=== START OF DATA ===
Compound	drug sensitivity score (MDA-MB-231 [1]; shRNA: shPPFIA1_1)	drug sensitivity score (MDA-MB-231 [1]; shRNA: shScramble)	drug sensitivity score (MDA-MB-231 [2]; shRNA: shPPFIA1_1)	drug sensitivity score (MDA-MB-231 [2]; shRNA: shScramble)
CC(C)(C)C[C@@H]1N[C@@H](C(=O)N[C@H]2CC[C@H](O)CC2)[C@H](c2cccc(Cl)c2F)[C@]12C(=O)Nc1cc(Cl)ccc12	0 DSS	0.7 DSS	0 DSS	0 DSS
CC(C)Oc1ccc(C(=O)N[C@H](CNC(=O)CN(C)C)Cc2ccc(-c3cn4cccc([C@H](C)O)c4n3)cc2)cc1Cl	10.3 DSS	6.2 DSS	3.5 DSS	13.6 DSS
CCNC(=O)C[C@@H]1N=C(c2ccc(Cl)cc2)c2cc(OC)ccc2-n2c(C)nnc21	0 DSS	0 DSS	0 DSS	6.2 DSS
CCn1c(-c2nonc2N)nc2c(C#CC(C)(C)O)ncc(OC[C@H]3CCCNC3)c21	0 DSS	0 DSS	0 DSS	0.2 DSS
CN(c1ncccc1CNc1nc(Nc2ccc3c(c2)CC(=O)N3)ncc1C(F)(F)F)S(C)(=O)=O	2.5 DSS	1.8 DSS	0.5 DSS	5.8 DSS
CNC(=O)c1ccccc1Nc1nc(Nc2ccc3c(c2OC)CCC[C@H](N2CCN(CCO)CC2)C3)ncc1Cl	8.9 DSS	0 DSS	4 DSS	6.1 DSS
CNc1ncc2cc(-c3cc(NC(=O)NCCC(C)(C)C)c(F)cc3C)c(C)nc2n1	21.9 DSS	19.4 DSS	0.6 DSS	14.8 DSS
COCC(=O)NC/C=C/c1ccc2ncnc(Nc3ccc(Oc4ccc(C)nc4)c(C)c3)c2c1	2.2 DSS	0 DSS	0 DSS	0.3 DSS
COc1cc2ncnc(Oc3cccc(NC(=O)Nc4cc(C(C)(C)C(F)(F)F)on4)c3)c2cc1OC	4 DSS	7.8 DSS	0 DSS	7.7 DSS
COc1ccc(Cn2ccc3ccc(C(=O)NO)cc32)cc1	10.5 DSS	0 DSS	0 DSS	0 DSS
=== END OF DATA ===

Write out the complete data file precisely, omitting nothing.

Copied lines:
Compound	drug sensitivity score (MDA-MB-231 [1]; shRNA: shPPFIA1_1)	drug sensitivity score (MDA-MB-231 [1]; shRNA: shScramble)	drug sensitivity score (MDA-MB-231 [2]; shRNA: shPPFIA1_1)	drug sensitivity score (MDA-MB-231 [2]; shRNA: shScramble)
CC(C)(C)C[C@@H]1N[C@@H](C(=O)N[C@H]2CC[C@H](O)CC2)[C@H](c2cccc(Cl)c2F)[C@]12C(=O)Nc1cc(Cl)ccc12	0 DSS	0.7 DSS	0 DSS	0 DSS
CC(C)Oc1ccc(C(=O)N[C@H](CNC(=O)CN(C)C)Cc2ccc(-c3cn4cccc([C@H](C)O)c4n3)cc2)cc1Cl	10.3 DSS	6.2 DSS	3.5 DSS	13.6 DSS
CCNC(=O)C[C@@H]1N=C(c2ccc(Cl)cc2)c2cc(OC)ccc2-n2c(C)nnc21	0 DSS	0 DSS	0 DSS	6.2 DSS
CCn1c(-c2nonc2N)nc2c(C#CC(C)(C)O)ncc(OC[C@H]3CCCNC3)c21	0 DSS	0 DSS	0 DSS	0.2 DSS
CN(c1ncccc1CNc1nc(Nc2ccc3c(c2)CC(=O)N3)ncc1C(F)(F)F)S(C)(=O)=O	2.5 DSS	1.8 DSS	0.5 DSS	5.8 DSS
CNC(=O)c1ccccc1Nc1nc(Nc2ccc3c(c2OC)CCC[C@H](N2CCN(CCO)CC2)C3)ncc1Cl	8.9 DSS	0 DSS	4 DSS	6.1 DSS
CNc1ncc2cc(-c3cc(NC(=O)NCCC(C)(C)C)c(F)cc3C)c(C)nc2n1	21.9 DSS	19.4 DSS	0.6 DSS	14.8 DSS
COCC(=O)NC/C=C/c1ccc2ncnc(Nc3ccc(Oc4ccc(C)nc4)c(C)c3)c2c1	2.2 DSS	0 DSS	0 DSS	0.3 DSS
COc1cc2ncnc(Oc3cccc(NC(=O)Nc4cc(C(C)(C)C(F)(F)F)on4)c3)c2cc1OC	4 DSS	7.8 DSS	0 DSS	7.7 DSS
COc1ccc(Cn2ccc3ccc(C(=O)NO)cc32)cc1	10.5 DSS	0 DSS	0 DSS	0 DSS